“After some trial and error, the Kiss project took the shape of a 6.60 meter long and 3.20 meter wide canoe. A sort of trimaran with enough volume in the hull and floats for fun under sail, and light enough to reduce drag when paddling. The target weight is less than 200 kg.
The Kiss dugout can accommodate 3 people and can be easily dismantled. The 4 arms are fixed by interlocking systems with pins and dowels.” (more…)
Fascinating video below currently displayed at https://www.holopunicanoes.com/
The origin (story) behind these boats is discussed. The following comes from their website, and serves as a warm-up to the video.
“Holopuni- which in Hawaiian means “to sail everywhere” is the original name Nick Beck gave to the 3 man outrigger canoe in which he set out to explore the coastal areas of each of the Hawaiian Islands.” (more…)
Just saw the following press release about the Astus trimaran models. Went to the Red Beard website but couldn’t see a listing for the Astus Boats… and there is a contact page but didn’t see where they are physically based (just curious).
Here is the first part of the PR:
“Rosedale, July 19, 2022 (GLOBE NEWSWIRE) — Red Beard Sailing is an independently owned, one-stop-shop for portable sailboats, inflatable kayaks, inflatable canoes, inflatable dinghies and sailing accessories. They are the premier distributor for XCAT, MiniCat, ROWonAIR, Happy Cat, Grabner, and Takacat.
The boat manufacturer Astus, who has recently partnered with renowned naval architect firm VPLP to redesign their latest line of boats, has now announced that Red Beard Sailing is the official US dealer for their brand new range of Astus Boats. (more…)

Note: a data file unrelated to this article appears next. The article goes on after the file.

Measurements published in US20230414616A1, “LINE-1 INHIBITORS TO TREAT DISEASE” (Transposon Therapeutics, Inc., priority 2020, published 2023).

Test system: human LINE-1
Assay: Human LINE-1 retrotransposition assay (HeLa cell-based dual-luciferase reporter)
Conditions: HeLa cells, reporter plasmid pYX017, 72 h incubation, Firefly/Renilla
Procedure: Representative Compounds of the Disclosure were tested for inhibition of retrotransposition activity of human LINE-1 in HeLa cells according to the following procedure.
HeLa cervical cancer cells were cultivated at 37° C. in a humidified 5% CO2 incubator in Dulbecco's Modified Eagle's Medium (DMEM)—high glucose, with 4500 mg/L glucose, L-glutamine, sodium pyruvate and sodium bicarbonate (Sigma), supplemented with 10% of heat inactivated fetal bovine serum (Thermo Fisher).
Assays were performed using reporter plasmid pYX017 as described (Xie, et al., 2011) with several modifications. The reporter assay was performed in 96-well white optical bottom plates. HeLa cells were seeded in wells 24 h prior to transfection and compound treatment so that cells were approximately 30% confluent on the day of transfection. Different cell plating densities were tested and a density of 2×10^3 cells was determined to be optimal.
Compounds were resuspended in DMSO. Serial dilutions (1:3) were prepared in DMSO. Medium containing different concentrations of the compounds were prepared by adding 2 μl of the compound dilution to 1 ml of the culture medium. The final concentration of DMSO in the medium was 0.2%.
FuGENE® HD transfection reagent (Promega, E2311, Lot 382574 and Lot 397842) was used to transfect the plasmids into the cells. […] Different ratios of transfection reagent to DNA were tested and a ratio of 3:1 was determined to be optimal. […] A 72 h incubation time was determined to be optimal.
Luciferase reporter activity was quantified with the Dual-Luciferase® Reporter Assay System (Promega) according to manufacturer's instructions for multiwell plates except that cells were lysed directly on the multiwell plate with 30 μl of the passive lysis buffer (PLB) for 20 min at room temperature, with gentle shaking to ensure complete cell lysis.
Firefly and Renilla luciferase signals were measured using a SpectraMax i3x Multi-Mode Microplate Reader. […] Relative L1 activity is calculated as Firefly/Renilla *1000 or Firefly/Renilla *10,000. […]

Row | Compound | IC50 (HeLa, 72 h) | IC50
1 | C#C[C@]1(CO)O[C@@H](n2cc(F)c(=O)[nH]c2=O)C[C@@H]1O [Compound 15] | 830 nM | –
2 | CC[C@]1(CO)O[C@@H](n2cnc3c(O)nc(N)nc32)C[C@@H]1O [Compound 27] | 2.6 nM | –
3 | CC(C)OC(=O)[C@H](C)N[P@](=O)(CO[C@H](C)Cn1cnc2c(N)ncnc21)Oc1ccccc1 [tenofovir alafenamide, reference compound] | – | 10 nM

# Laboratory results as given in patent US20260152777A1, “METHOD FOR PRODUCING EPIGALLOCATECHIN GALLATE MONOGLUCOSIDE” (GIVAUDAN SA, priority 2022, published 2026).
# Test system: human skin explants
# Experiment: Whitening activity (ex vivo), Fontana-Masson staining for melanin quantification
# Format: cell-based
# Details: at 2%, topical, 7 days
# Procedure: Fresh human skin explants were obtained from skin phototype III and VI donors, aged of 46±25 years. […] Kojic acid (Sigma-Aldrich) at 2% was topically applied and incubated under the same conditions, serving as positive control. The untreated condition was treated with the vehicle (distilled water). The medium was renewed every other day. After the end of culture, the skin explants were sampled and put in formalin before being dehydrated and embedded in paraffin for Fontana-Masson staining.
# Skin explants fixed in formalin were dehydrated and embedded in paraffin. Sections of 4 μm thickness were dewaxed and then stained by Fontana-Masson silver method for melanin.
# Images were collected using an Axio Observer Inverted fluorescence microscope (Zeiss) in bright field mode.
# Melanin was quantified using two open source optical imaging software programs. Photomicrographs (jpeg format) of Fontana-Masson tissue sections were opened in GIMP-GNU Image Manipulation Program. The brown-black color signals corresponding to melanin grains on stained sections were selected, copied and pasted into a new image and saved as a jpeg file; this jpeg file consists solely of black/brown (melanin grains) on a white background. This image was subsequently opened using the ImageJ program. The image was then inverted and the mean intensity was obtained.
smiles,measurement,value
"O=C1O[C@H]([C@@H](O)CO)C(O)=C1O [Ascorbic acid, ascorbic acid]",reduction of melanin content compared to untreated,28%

The blogger writes:
“The outriggers of Indonesian double-outrigger canoes (jukungs) are as sophisticated in their design as they are rudimentary in the technology of their construction. (more…)
In this post, sailor Eric Dahlkamp shares his experience of day 5 and 6 in this year’s Texas 200. These videos and write ups offer a nice summary overview of Eric’s perspectives during this event.
Thanks again to him for sharing so much info covering the entire journey!
Squirt Trimaran, 2022 Texas 200 – Day 5 and 6
by Eric Dahlkamp
Day 5 was the most challenging and memorable day of all. I believe 87 boats registered this year. And here I am on day 5 sailing all alone sighting only one boat nearby and a few others briefly on the horizon. Interesting how that happens.
Sailed from Quarantine Shore to Hidden Pass, about 10 miles shy of Army Hole, the designated camp for the night. Every day leaves its unique imprint on the soul. (more…)
Sailor Eric Dahlkamp shares a great write-up AND video regarding his adventure in the Texas 200 this year. And Eric says his [mostly] self-built boat – Squirt – handled this recent boating affair without a hitch.
Many thanks to him for yet again compiling a terrific on-the-water small trimaran chronicle.
Now, take it away Eric… (more…)
The Sardine Run 19 and 23 models are already featured on this blog. Here is yet another model – the 5m50.
Here is a (translated from French) snip from its advertising page:
“What if we created a nice original boat and went everywhere to discover the coast? Having a minimum of comfort, having the practical sense, and not dragging too much…
It is from these few criteria that the Sardine Boats shipyard and the naval architect Éric HENSEVAL collaborated to develop this boat. (more…)
A proa here, but very interesting DIY build twist. The main hull is completely decked.
Some readers of this blog may find this vaka hull interesting. Lots of interesting things going on here. (more…)